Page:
Start affixing flowers to the styrofoam ball. I like to push the ~1/4″ rubber/plastic nub on the back of the flower into the styrofoam, then secure with a pin. I push the pin through the flower somewhere near(ish) to the center of the flower, but not through the hole in the very center of it.
If you’re using larger flowers with the small pieces of stem attached, just push the stems into the styrofoam.
If your flower type has several layers of petals, try to push it through a spot where most of the layers overlap – it’ll be more secure that way. On this type of flower, I made sure to catch the pin through part of the plastic center, so that it’ll remain on the ball. If I had pinned it just through the petals, there’s a good chance that the center would eventually fall out.
Continue attaching flowers over the entire surface of the ball. Be sure to lift petals of an already-affixed flower to be able to place the next flower fairly close to it – you don’t want any styrofoam showing between the individual flowers.
Once your ball is completely covered with flowers, attach your decorative accents, if using.
If you would like to attach a decorative bow, tie one in a length of ribbon, then push a pin through it.
Pin the bow to either the very bottom of the pomander (hold it up by the loop to see where the very bottom actually is!), or to the top, near the loop.
Your pomander is complete, and ready to bring some color and visual interest to your celebration! Now… make a bunch more.
To do a pomander set like the one on the right, feed one end of a ribbon through the ball, rather than two ends. Knot and proceed as described. Once you have two pomanders ready, tie the ribbon length from each together in a pretty bow. This style is especially great for hanging from trees, as pictured.
Like what you see? We added a second post, More Silk Florals with updated photos of some faux floral decor we’d done for another year of Twin Cities Pride!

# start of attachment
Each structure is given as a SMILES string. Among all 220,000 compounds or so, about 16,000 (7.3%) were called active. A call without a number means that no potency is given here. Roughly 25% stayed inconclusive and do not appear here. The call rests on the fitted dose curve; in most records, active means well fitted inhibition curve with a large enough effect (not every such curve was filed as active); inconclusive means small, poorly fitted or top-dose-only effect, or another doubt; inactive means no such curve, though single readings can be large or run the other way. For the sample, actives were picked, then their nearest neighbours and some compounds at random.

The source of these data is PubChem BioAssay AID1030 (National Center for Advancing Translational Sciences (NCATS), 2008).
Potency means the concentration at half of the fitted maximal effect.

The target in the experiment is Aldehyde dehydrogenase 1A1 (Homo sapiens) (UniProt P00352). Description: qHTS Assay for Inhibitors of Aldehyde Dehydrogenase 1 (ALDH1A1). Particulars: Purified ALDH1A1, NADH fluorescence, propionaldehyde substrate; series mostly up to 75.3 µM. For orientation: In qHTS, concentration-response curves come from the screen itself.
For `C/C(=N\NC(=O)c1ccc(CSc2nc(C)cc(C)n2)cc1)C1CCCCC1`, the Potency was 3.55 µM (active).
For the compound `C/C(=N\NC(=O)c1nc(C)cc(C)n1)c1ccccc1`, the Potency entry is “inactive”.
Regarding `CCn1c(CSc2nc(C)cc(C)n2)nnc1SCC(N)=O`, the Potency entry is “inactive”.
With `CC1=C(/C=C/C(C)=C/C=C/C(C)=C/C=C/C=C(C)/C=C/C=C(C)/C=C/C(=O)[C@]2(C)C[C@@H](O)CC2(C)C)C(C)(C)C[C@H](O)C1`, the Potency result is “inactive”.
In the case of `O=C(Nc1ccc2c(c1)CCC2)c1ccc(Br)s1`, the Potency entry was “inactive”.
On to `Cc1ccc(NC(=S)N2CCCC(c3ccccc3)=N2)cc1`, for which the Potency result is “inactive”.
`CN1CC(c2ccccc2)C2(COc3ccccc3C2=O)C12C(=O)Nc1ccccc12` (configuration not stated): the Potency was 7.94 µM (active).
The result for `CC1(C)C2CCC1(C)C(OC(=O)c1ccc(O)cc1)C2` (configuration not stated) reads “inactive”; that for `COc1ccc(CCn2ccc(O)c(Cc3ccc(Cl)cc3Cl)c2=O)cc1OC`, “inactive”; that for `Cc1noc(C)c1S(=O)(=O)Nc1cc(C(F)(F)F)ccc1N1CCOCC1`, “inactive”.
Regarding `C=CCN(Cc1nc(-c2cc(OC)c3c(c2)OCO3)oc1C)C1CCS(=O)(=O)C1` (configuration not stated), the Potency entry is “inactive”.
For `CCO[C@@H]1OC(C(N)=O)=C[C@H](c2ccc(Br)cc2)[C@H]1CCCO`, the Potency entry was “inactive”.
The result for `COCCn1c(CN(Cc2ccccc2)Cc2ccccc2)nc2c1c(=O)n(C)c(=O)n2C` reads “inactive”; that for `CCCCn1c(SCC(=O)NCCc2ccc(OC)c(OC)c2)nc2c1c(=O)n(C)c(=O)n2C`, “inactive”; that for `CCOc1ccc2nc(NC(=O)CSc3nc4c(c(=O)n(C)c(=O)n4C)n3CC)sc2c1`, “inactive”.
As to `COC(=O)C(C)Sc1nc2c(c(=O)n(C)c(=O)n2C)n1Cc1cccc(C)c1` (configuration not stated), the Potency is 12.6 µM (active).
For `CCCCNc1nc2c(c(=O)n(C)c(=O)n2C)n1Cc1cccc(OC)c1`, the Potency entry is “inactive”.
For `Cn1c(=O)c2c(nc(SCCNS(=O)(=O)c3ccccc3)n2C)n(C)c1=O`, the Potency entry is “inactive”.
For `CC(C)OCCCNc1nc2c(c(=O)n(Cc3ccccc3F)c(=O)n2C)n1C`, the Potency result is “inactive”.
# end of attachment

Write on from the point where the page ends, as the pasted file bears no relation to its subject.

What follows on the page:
VERY short and sweet blog entry today!
I just saw a blog entry that Ariela at RBK Creations just posted. Fell in love, had to share!
You may recall RBK Creations from our blog entry, “Far-flung Awesomeness of the Floral & Photography Varieties“. If not, here’s the basic scoop: Met her on Twitter, she’s located in Texas, and she makes the most ridiculously awesome fabric and button wedding florals. Love them! (No, this is not a paid ad or anything!)
Of all the bouquet styles she does, my favorites are the felt ones, especially when there are bright colors involved. I’m a sucker for teal & purple… so when I saw those two colors, in my favorite style.. WITH LEGOS.. I had to post! Isn’t it awesome? Here’s some contact info if you want to revel in her awesomeness more closely – like with your own set!
I haven’t been shy about my love for Twitter. It’s been great personally AND professionally. I’ve met a ton of awesome people… some virtually, some in person. Great stuff!
A few months ago, I started a collaboration with one of my twitter buds, @RBKCreations, who makes the most amazing bouquets out of felt, fabric, and buttons! I’m a huge fan of incorporating fun, unique touches in weddings, really personalizing them – and these bouquets really speak to me. Well, more like scream “WANT!!!” to me :). Absolutely adore her work.